Moving forward I might delete my Linkedin account as well (If you don’t know, Linkedin is a networking site for corporates and professionals). It’s not exactly serving any purpose for me at the moment and it’s starting to attract a lot of invites from people I don’t know (even though I have never placed my linkedin account details anywhere online before).
Connecting With Others
I have the contacts of close friends (phone numbers, email, chat messengers), so deleting Facebook hasn’t changed anything in terms of keeping in touch with them. Anytime I need to ask them something, I can just drop them a message or email. I don’t feel that I’ve missed out in this aspect at all, since most of the time status updates are of trivial occurrences. I rather hear directly from them on how they’re doing rather than read via ambiguous 1-2 liner descriptions. Definitely has helped to cut away clutter (see above).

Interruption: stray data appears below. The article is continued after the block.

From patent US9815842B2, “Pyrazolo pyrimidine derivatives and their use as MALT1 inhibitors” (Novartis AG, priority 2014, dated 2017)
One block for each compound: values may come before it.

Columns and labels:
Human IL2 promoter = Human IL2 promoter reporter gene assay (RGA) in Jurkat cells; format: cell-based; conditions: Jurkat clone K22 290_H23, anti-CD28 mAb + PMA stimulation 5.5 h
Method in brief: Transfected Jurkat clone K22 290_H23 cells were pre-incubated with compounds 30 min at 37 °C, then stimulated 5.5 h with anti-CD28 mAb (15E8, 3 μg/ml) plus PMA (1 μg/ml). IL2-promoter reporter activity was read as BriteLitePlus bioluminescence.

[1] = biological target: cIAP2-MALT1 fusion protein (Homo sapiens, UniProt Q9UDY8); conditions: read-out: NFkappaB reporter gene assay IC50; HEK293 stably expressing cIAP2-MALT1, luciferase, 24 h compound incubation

This point is for those who own blogs and use Facebook as a marketing tool.
Deleting Facebook meant that I can’t use my accounts (personal profile and Personal Excellence fanpage) to promote new blog posts anymore, which has led to a decrease in number of “Likes” for the post. Each new post I publish on Facebook usually gets a few dozen “likes”, so that’s a few dozen “likes” lesser now. Interestingly though; the blog traffic hasn’t decreased – in fact it has increased since the last week! I’m not saying that deleting my accounts had anything to do with the increase in traffic – but deleting the accounts definitely hasn’t been detrimental to the site’s growth.